#677: Zip Code by The Five Americans
The Five Americans were originally a group called The Mutineers. They consisted of guitarist Mike Rabon, keyboard player Jim Durrill, guitar and harmonica player Norman Ezell, bass player Jim Grant and drummer Johnny Coble. From Durant, Oklahoma, they graduated as students from the local Southeastern State College and moved to Dallas, Texas. Coble was replaced by Jimmy Wright. Once in Texas their style shifted from mostly instrumental versions of tunes by Duane Eddy to a garage band sound. They recorded “I See The Light” in 1965 and it became a Top 30 hit in the USA the following year. It featured the Vox Continental electric organ and shouting out lyrics such as “you tried to fool me, but I got wise, now I won’t listen to none of your lies…. From now on baby, I’m gonna beware. I’ll be sorry baby, but I don’t care…”
Mike Rabon had been playing guitar since the age of eight. He was in an Oklahoma band called the Rhythm Rebels in the late 50’s. The Mutineers formed in 1962 on the Southeastern Oklahoma State University campus. They played a lot of gigs at colleges. In 1964 the founder of Abnak Records, insurance sales man John Abdnor, got the band to sign a record contract. He also gave them the name, The Five Americans, so they would be clearly identified as a home grown band and not part of the British Invasion.
The first singles The Five Americans released were in the winter of 1964-65. “Say That You Love Me,” I’m Gonna Leave Ya,” “Show Me” and “I’m Feeling Okay” all got airplay. These singles introduced the band to radio listeners in Dallas, Fort Worth and Wichta Falls, Austin and Waco, Texas, and Oklahoma City (OK). But it was “I See The Light” that got the band to the #2 spot in Austin (TX) and #4 in Sacramento (CA) in December 1965. A reissue of the song on HBR records took the tune to #1 in San Jose and Columbus (OH), #3 in Tampa (FL) and Syracuse (NY), #4 in Lexington (KY), #5 in San Diego and Dallas, #6 in fort Worth, #7 in Los Angeles, #8 in San Bernardino, and #9 in Vancouver (BC). However, their follow up garage band genre tunes, “Evol Not Love” and “Good Times” failed to garner much interest.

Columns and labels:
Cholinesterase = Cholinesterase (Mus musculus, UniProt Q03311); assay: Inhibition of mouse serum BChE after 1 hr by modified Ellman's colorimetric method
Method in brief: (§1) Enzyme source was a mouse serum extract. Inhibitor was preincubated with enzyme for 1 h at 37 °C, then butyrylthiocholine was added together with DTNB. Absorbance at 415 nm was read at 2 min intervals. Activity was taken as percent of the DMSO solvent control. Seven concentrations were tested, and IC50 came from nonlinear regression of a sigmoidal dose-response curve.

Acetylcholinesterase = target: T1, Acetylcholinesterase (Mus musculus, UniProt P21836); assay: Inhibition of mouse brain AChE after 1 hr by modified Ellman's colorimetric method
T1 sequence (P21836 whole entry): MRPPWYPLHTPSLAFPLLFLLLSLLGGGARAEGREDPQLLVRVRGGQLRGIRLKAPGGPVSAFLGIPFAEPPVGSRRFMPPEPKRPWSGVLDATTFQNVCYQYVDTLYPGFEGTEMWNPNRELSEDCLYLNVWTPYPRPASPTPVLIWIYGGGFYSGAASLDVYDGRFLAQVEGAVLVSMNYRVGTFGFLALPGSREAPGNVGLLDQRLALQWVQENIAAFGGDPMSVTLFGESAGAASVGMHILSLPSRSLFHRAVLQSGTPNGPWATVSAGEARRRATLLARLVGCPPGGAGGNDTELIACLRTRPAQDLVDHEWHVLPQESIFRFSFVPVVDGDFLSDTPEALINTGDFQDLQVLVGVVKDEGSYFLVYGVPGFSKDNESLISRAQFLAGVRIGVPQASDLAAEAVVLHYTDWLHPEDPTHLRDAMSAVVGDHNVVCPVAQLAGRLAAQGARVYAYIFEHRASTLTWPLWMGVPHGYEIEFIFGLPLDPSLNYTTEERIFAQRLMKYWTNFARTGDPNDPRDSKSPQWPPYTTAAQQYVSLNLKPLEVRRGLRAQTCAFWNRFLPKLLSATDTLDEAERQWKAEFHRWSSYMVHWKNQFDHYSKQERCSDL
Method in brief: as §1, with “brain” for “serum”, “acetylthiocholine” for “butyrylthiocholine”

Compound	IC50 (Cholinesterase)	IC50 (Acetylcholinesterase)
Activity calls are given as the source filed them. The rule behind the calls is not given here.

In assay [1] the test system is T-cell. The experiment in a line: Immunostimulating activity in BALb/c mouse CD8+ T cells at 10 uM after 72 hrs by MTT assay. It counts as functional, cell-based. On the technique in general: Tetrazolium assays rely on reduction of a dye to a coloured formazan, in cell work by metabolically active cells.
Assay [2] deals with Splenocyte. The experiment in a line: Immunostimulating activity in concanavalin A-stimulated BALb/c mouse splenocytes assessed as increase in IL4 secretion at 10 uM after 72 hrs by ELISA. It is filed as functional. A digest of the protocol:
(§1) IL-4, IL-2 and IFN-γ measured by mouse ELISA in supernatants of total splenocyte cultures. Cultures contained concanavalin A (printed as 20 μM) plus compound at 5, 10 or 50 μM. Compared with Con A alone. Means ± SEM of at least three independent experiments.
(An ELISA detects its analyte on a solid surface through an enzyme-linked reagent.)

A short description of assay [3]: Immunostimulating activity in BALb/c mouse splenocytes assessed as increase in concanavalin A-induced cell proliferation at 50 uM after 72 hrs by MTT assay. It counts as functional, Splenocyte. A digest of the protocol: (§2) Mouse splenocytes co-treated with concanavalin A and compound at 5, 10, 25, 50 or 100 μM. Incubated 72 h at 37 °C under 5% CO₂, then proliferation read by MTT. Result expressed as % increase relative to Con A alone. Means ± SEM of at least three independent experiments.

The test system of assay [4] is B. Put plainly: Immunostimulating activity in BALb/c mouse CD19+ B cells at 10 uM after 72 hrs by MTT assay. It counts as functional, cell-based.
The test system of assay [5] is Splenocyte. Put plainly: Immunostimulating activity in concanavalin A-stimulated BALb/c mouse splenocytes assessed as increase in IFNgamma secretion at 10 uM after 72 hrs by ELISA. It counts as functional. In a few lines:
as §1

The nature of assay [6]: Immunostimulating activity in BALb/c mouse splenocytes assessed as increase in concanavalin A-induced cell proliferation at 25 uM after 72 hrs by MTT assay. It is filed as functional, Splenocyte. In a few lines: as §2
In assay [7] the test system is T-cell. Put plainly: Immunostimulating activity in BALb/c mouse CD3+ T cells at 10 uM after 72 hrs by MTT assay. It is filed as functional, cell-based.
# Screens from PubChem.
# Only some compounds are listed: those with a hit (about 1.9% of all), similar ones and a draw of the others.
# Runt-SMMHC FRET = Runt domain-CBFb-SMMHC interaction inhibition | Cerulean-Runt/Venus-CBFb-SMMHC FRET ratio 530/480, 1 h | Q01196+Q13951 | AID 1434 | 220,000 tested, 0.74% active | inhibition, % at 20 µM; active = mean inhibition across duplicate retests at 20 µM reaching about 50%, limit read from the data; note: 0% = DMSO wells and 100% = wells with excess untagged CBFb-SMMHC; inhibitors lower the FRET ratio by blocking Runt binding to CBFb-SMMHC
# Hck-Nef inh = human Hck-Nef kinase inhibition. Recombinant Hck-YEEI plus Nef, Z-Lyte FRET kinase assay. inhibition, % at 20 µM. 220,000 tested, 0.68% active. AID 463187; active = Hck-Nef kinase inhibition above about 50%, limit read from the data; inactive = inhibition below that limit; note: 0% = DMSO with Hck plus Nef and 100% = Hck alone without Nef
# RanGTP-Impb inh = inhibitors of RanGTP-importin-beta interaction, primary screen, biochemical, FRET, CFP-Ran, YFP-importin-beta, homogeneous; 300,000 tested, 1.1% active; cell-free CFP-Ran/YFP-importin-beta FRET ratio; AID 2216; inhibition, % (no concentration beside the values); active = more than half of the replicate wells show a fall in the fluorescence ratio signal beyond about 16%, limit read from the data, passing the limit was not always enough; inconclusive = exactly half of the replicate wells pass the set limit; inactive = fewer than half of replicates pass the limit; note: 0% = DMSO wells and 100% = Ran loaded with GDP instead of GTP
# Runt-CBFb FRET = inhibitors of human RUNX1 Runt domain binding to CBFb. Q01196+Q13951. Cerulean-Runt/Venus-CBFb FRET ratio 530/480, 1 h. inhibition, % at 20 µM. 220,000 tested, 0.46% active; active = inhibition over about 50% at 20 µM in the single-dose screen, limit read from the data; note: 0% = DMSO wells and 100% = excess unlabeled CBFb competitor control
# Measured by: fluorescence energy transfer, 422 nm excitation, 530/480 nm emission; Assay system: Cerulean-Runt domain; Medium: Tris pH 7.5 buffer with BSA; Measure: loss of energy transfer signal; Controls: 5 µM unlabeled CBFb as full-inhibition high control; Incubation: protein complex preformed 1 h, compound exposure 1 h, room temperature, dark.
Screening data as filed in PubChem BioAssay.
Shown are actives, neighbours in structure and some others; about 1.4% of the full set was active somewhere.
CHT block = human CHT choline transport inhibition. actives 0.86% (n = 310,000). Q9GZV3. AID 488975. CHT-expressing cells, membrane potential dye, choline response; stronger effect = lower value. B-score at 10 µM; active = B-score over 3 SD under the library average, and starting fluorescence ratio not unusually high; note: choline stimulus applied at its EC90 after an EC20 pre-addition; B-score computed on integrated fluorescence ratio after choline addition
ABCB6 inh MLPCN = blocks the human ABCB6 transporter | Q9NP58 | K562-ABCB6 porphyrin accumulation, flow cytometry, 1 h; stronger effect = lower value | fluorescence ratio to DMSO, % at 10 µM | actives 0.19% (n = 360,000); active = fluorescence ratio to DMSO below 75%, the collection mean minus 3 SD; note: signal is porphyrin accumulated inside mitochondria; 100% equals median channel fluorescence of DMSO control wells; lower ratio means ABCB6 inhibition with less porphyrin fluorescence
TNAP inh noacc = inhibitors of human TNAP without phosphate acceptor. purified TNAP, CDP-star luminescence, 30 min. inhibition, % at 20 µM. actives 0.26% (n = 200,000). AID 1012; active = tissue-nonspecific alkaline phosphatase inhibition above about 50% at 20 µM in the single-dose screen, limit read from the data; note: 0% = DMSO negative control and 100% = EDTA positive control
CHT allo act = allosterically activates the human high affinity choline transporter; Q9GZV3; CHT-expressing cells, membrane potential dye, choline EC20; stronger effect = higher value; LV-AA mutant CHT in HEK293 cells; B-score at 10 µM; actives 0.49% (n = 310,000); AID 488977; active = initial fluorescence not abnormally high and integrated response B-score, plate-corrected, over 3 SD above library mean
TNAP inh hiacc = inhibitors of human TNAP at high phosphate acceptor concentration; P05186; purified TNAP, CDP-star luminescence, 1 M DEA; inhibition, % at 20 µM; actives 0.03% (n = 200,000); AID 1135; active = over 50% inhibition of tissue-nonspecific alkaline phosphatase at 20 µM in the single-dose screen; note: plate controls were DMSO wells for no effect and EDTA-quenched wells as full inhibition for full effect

In the 1950’s rockabilly singer Dale Hawkins had a hit in 1957 titled “Susie Q.” It was the same Dale Hawkins who was working for Abnak Records as an A&R man. Hawkins ended up producing “I See The Light” and other hit singles by the Five Americans. With their garage band follow up single releases failing to expand their sales and fan base, The Five Americans softened their garage band sound and adopted a sunshine pop sound. Songs like “Western Union,” their biggest hit reaching #5 in the USA, were a prototype of what would become a basis for Bubblegum Pop in 1968. “Sound of Love,” their third Top 30 hit was another example of Sunshine Pop in late spring of 1967. Their next single was “Zip Code.” It was coincidentally on the pop charts with two number one hits, “The Letter” by The Box Tops letter themed hit by Lulu, “To Sir With Love.” All three songs were in the Top Ten in Vancouver in early September 1967. (As the Vancouver radio market was often a test market for European songs, “To Sir With Love” didn’t reach it’s peak on the Billboard Hot 100 until late November 1967).
With “Zip Code,” The Five Americans had their own sense of urgency in getting a letter mailed. In their case it was to a woman a guy saw in New York City. As it was love at first sight, the singer promised to write. He makes sure he includes the zip code, 10036, to ensure speedy delivery. The actual zip code, 10036, is for an area in midtown Manhattan that includes parts of Hell’s Kitchen, The Town Hall, Madame Tussauds, the 42nd Street Port Authority bus terminal, Times Square, Pier 84 at Hudson River Park and Circle Line Sightseeing Cruises. The 10036 zip code is bounded by 5th Avenue and the Hudson River, and between 41st Street (including one block south to 40th Street) and 48th Street (with one block north to 49th Street). A number of Broadway theaters also are located in this zip code. They include the New Amsterdam Theatre which opened in 1903, the Belasco Theatre which opened in 1907, the Palace Theatre which opened in 1913, and the Majestic Theatre and St. James Theatre which both opened in 1927.